If the floor is damaged, you’ll notice signs within a few days such as swelling, splitting, separating or discoloring. If there is damage, the affected material can be removed or, as with a wood floor, if it is extensive enough, the cost-effective decision is to replace it all.
WATER DAMAGE TO CARPET
Carpet can tolerate a good soaking as long as it is dried quickly. This is because most carpeting is made from synthetic and inorganic materials. If you’ve got wool carpeting or a rugs, rot can become a problem.
The bigger issue with carpeting is the mold and mildew that can develop if it remains wet.
CAREPT CLEANING & RESTORATION AFTER WATER DAMAGE
Your wet/dry vacuum might not have the power to get out water that is down deep in the carpet and padding. Your options include renting a carpet cleaning machine to extract it or hiring a floor care company with the equipment needed to remove large amounts of water quickly and promote drying.
After the carpet is flooded, having it professionally cleaned, sanitized and deodorized is a good idea. Expect to pay $0.40 to $1.25 per square foot depending on the services needed to restore the carpet.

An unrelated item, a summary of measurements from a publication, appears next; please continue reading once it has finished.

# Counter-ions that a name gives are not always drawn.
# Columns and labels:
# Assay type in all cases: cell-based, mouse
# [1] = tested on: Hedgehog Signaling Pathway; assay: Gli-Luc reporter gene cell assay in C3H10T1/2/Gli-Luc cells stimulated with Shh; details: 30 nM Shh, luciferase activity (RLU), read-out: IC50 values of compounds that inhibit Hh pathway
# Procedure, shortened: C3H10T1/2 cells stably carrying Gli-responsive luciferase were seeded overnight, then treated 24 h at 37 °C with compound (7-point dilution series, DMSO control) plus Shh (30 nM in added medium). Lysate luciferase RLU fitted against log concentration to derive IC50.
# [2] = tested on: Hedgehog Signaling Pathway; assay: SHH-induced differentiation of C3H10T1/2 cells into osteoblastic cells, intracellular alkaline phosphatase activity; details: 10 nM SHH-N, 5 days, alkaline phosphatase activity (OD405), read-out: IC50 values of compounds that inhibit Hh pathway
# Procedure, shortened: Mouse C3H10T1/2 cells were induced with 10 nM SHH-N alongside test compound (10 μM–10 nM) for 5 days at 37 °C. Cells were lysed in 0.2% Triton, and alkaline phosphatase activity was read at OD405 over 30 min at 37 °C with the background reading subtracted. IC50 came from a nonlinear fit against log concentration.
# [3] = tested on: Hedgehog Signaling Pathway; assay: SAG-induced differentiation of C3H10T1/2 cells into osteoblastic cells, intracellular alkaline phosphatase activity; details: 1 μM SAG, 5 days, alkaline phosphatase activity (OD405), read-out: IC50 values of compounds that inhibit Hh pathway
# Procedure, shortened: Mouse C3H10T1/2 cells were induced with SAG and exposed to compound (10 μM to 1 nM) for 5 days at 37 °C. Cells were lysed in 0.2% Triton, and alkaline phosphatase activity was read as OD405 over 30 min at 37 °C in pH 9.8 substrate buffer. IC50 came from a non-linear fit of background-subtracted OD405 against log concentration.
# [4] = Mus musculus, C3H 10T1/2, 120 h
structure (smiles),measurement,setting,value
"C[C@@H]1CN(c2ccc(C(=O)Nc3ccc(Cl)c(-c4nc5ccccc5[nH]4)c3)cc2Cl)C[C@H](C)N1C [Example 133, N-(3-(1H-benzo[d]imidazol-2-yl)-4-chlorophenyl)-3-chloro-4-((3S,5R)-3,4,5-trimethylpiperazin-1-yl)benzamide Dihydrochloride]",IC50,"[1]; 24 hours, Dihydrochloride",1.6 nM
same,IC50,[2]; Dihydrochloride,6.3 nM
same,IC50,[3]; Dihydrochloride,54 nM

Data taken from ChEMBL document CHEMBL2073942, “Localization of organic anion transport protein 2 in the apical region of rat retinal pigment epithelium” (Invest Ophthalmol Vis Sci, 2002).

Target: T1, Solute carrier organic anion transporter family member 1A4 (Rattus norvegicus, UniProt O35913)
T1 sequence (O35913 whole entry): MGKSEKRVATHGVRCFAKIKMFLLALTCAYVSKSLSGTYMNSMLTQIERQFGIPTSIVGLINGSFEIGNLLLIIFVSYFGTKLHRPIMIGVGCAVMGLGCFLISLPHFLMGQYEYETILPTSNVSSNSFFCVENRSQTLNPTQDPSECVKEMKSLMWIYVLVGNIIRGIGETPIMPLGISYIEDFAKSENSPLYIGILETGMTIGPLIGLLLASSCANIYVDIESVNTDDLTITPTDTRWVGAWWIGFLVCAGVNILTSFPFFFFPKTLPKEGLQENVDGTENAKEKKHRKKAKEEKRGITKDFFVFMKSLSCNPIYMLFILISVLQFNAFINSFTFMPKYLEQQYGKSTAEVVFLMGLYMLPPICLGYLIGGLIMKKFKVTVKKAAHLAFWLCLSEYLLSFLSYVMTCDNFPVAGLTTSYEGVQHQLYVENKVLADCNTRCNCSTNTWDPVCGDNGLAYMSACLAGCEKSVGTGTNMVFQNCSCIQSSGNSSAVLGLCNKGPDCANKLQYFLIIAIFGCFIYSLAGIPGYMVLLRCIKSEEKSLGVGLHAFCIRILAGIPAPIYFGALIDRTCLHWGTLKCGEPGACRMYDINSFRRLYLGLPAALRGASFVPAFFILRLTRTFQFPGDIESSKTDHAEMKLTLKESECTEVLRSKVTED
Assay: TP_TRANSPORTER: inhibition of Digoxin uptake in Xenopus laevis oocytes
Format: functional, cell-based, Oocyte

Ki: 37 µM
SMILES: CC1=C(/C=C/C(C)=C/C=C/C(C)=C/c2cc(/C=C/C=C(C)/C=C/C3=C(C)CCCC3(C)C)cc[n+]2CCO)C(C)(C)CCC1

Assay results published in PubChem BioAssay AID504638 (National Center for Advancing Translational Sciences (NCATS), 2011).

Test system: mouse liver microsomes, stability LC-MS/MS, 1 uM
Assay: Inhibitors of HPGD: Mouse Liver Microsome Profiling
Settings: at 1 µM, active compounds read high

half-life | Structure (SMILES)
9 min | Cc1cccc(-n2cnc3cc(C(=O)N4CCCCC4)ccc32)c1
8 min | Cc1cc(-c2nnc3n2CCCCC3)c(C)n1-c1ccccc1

When carpet has been soaked, get dry air circulating over the carpet, and turn up the heat in the house to speed the evaporation of the moisture. Unless it is very humid outside, open the windows to exchange the moist indoor air for drier air. Tell-tale signs of damaged carpeting are discoloration and odor.
A small section of carpeting can sometimes be replaced so that it blends well with the rest. More often, however, the damaged carpet in the entire room will have to be removed and replaced.
Drying Wet Carpet | Carpet Stretching Costs | Carpet Removal Costs
WATER DAMAGE TO TILE
Tile and grout are very resistant to water, and that’s one of the reasons tile is a great choice for bathrooms, showers, pool areas and entryways. Your primary concern is the subfloor. Water can get to it through cracks in the grout or around the edges of the tile field. If the subfloor is damaged, it will swell, causing tile and/or grout to crack or the tile field in that area to be raised.